Have you ever eaten a biscuit, and thought to yourself "well, it ain't like momma fixed it"? (Alan Jackson fans will get that one!) ... So it is with food, and so it is with numbers and dates in graphs!
Back in college, when I lived in the Alexander International Dorm at North Carolina State University, I learned that people from different countries had a different way of saying just about everything. They pronounced country names differently, and sometimes used a completely different name for the countries, than we do in the US. Sometimes the same word meant something completely different - for example, when you ask someone if they want to "shag" in North Carolina, you're asking them if they would like to do a swing-like dance to beach music ... but if that person is from the UK, they might think you're talking about something else, LOL!
Here are a few favorite word differences that always caught my attention:
- french fries/chips / crisps
- biscuit / cookie
- bathroom / loo / wc
- flashlight / torch
- trunk / boot
- parking lot / car park
- vacation / holiday
- sweater / jumper
- diaper / nappy
- line / queue
As you can see, different countries have a different way of saying the same thing ... and if you're preparing graphs for an international audience, you might want to take that into consideration. You might be thinking ... "but graphs are mostly numbers - surely numbers are the same in all countries?" Actually not! Different countries use commas, spaces, and decimals differently in their numbers. And they have different preferences for how dates are written.
So, how will you (an international SAS programmer) know what the local preferences are, when you're creating graphs for a certain country? Not to worry - SAS has nls formats that can help you with that!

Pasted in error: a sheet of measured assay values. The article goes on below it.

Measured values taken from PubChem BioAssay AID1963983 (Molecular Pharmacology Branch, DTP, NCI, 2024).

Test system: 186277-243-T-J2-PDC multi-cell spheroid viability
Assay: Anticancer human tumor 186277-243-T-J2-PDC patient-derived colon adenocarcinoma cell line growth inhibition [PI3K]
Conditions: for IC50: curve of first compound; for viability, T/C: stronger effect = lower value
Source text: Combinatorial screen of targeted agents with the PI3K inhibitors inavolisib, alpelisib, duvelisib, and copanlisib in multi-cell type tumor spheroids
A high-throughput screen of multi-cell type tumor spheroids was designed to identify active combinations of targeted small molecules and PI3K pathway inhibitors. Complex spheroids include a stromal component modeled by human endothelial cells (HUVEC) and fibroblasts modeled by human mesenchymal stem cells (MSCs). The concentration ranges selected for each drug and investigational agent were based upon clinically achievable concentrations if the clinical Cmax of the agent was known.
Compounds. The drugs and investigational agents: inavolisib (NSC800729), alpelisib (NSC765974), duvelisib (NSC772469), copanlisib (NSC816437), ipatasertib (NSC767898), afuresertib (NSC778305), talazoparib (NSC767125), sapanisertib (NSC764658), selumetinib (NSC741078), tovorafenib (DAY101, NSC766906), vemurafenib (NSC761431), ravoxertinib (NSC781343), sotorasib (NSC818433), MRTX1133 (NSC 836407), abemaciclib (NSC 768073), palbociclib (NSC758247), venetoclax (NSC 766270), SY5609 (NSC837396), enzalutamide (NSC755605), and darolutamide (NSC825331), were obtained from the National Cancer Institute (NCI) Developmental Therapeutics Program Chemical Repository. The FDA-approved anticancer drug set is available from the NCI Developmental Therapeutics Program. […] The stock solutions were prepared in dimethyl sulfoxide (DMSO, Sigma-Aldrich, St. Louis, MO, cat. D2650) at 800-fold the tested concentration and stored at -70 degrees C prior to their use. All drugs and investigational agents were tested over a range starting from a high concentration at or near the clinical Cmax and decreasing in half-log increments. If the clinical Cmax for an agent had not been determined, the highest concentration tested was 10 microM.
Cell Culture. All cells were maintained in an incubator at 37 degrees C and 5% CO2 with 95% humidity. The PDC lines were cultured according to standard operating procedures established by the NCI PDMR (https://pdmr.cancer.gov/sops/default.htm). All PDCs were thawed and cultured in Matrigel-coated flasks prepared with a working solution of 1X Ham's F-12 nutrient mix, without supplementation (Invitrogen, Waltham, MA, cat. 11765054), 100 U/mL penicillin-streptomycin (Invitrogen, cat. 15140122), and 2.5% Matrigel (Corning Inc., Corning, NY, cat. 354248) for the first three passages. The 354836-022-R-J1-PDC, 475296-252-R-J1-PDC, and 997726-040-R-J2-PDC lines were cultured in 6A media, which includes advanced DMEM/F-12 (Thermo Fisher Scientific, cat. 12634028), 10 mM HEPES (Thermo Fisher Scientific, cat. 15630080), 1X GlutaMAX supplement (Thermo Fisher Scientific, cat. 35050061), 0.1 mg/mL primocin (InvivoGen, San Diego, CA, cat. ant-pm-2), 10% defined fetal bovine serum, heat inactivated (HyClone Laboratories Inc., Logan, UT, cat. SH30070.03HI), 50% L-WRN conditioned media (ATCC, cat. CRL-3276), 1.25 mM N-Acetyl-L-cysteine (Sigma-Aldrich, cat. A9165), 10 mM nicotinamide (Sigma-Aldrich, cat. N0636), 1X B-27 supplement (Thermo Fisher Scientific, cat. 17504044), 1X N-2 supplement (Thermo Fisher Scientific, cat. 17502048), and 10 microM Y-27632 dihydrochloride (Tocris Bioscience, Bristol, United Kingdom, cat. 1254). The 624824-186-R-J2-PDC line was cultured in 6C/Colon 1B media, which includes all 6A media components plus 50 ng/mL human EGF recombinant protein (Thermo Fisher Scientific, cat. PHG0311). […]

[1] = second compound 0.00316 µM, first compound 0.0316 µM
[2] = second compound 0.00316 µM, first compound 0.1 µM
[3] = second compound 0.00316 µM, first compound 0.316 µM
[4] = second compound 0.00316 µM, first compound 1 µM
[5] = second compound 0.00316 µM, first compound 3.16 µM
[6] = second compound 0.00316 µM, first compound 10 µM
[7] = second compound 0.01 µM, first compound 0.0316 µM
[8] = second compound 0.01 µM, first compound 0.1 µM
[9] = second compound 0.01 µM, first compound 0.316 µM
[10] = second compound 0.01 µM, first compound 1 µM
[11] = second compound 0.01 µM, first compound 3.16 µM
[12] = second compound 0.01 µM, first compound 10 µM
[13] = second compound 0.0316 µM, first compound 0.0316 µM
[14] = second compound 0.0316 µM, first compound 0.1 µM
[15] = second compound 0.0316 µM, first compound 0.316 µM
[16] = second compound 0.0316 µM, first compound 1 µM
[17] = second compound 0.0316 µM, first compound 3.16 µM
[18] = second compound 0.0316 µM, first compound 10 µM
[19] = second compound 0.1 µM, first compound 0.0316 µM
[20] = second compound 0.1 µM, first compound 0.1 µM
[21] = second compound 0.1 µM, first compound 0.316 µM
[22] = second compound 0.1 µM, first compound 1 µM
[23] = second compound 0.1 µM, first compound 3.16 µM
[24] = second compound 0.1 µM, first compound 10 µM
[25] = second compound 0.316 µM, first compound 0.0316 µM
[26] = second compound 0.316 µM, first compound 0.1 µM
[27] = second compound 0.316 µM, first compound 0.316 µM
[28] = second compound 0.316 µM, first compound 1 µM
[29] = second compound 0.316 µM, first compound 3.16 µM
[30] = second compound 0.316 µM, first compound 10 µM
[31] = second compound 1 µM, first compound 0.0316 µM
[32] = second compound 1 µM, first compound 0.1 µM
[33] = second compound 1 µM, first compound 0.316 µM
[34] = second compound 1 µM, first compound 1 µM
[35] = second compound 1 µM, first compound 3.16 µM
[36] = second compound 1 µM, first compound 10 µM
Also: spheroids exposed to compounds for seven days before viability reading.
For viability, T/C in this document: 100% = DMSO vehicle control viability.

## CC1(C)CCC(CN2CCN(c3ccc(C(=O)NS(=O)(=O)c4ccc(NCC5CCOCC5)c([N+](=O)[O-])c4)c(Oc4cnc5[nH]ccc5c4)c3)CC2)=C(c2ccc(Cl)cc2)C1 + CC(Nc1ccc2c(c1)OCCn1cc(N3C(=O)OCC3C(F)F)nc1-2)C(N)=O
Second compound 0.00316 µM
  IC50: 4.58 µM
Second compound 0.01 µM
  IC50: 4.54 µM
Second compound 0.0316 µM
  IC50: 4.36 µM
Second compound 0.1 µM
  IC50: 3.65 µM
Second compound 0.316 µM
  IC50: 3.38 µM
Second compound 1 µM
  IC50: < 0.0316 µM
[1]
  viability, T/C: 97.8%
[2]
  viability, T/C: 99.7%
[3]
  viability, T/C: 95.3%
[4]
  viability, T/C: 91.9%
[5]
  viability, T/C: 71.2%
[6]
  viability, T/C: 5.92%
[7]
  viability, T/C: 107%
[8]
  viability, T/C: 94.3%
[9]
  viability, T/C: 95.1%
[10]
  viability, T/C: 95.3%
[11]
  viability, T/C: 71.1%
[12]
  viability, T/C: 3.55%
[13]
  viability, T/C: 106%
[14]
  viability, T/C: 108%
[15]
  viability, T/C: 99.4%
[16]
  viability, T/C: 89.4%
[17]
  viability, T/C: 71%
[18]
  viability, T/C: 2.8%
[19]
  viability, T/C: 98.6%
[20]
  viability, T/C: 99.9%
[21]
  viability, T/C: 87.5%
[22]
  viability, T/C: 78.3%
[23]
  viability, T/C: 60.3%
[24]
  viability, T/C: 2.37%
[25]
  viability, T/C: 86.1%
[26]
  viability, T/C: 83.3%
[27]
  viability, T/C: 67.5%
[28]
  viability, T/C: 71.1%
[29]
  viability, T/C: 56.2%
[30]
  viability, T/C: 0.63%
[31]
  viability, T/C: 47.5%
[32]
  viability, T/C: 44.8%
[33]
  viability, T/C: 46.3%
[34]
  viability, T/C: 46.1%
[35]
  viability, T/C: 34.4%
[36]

All you have to do is set the locale to the language & country of your intended audience, and use formats such as nlnum. and nldate., and your graph will automatically come out the way your audience expects it! :)
For example, if I assign these formats in my data:
format date nldate20.;
format quantity nlnum12.;
input date date9. quantity;
And then set the following locale, then the numbers and dates in my graph will be targeted towards a US audience:
And now, using the exact same data & code, but just changing the locale to german_austria, you can produce a graph for an Austrian audience, using dots in the numbers where the US audience used commas.
And similarly, you can change the locale to french_france before you send the graph to your office in France - using spaces in the numbers, where the US would use commas:
As you can see, this technique is very easy, and allows you to create graphs targeted toward your audience ... no matter what country they are in :)
Have you ever had a misunderstanding caused by audiences in different countries interpreting numbers or words differently than you did? Feel free to share the story in a comment!